We’ll round out our series this week with two references to info on CommissionerSam.com.
First, there are survey results up from the folks who attended Sam’s neighborhood coalition meetings. A couple of headlines:
- Attendees would rather fund a solution to the whole backlog than a partial solution.
- Top three preferred funding methods in order: Gas Tax, Carbon (Guzzler) Tax, and Street Maintenance Fee (with a parking space fee finishing just out of the money).
Next up, another round of neighborhood meetings in September is now on the calendar (literally, on our calendar):
ALL OF THE MEETINGS ARE 7pm- 9pm
4415 NE 87th Ave.
7688 SW Capitol Hwy
Friendly House (Keystone Room)
1737 NW 26th Ave.
East Precinct (Community Room)
737 SE 106th Ave
St. Philip Neri – Calvin Hall
2408 SE 16th Avenue
Kind Neighborhood Facility
4815 NE 7th Ave
8105 N Brandon Ave.
For special accommodations, please contact Jamie Waltz at (503) 823-7101.
2 responses to “Maintaining Portland’s Streets: Wrapping Up (for now)”
Nobody seems to have said this, so I wil. As much as Sam Adams sometimes grates on my nerves, I have to say that I really respect him pushing a very challenging topic. He is being very upfront and listening well. To be honest, it’s hard to see a political win for him from doing this- and for that, for doing the right thing, instead of the easy thing, he probably deserves our thanks.
I am not sure just how these various projects should be prioritized, but the fact that a number of new fees are being proposed shows that the sum total is very expensive. I attended one of the first meetings in Multnomah village; there seemed to be quite a lot of concern that the economical route was not being explored to solve the problems. Rather, various guesses and unofficial in-office estimates were producing a rather high cost estimate.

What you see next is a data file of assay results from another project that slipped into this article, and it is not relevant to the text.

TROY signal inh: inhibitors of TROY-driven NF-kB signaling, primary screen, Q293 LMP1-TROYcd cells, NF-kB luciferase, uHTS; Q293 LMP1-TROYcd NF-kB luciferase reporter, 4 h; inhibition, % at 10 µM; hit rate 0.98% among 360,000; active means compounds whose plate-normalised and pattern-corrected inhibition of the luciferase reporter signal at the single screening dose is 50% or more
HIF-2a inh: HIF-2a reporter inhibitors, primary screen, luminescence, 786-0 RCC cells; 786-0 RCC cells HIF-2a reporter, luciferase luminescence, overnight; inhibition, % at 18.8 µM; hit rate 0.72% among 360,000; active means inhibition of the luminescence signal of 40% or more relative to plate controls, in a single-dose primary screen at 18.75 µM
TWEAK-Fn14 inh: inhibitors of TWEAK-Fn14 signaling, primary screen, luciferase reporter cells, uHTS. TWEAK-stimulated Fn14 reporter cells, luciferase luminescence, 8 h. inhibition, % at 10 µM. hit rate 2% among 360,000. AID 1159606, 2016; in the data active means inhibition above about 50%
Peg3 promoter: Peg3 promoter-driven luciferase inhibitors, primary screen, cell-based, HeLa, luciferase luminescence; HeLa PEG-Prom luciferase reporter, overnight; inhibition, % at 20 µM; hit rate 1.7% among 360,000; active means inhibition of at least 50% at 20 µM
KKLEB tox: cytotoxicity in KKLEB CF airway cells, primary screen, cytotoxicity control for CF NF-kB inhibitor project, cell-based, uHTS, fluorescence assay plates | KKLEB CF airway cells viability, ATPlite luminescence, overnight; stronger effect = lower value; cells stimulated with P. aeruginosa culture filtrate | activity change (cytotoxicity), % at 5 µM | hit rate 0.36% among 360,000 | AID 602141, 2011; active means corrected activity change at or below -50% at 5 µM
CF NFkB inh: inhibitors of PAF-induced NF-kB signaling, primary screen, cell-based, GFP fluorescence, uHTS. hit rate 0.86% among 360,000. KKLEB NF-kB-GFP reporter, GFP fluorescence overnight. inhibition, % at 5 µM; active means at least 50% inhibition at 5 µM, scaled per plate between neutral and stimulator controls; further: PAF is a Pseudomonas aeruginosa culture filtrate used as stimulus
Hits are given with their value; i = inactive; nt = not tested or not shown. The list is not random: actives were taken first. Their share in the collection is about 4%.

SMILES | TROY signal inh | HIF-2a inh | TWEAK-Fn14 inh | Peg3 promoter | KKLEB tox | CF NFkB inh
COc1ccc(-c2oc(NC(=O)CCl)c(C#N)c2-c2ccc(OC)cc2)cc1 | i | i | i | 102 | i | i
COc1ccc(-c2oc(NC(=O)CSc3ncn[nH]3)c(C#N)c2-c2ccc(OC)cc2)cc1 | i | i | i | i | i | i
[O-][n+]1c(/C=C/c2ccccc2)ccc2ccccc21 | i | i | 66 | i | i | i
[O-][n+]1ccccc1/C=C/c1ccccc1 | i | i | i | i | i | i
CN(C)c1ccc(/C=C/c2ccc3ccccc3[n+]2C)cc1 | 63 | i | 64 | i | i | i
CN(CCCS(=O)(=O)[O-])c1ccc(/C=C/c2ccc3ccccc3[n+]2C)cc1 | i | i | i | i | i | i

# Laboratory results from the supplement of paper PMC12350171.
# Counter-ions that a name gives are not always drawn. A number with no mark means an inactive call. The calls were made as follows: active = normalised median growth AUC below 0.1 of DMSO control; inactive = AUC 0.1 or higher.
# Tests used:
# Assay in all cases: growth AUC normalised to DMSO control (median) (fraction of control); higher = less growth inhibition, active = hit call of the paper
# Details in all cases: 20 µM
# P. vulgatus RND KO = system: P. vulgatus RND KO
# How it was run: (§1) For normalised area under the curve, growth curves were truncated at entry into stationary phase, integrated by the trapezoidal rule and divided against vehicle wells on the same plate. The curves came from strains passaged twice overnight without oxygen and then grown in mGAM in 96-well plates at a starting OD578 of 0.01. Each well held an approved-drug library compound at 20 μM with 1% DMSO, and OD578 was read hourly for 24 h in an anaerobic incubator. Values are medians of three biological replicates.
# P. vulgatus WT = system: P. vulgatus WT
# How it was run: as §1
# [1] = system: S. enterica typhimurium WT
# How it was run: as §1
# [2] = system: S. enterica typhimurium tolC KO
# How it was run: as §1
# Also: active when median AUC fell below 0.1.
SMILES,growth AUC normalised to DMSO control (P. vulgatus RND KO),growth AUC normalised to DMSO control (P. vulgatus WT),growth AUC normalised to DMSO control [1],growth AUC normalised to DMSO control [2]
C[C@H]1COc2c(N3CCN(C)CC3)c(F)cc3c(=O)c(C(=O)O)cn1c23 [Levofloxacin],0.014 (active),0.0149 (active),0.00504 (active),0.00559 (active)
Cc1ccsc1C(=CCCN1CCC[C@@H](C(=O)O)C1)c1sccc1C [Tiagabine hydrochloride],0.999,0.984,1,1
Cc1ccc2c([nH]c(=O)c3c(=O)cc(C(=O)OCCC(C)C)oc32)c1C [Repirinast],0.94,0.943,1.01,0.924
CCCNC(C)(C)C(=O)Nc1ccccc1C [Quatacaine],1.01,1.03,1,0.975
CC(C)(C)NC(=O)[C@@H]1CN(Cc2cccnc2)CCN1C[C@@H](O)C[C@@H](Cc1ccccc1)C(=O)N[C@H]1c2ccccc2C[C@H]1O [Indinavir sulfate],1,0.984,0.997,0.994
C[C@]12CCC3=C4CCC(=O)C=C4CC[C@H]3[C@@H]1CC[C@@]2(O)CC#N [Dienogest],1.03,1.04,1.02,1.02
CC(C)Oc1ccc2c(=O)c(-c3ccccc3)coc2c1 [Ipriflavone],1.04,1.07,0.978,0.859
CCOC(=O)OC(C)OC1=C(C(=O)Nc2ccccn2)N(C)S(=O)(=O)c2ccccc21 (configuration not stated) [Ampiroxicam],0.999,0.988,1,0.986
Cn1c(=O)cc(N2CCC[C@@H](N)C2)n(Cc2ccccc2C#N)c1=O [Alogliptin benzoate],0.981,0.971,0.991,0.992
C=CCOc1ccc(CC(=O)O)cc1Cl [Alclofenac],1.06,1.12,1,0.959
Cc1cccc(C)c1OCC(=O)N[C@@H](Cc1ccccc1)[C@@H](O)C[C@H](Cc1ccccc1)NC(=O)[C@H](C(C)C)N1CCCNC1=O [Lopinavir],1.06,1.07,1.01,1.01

I haven’t had the time to analyze all that Mr. Adams is now proposing–and venture into this comment with due wariness and add a “potential bs disclaimer”, too– but Adams now seems to be in the process of selling that estimate to the public, instead of looking for a way to restrain costs and cancel unneeded or unwanted projects.
My question: If this portends what will happen in other urban improvement projects and the ultimate solution is to find new fees to charge to the residents —- who will be able to afford to live here? We wil turn into a city of corporate climbers and those in their retinue since they will be the only ones with incomes high enough to pay all the new taxes, fees and charges.
I know I have oversimplified the argument but
doesn’t pandering to corporate climbimg work against the liberal mandate to restrain corporate abuses and privileges?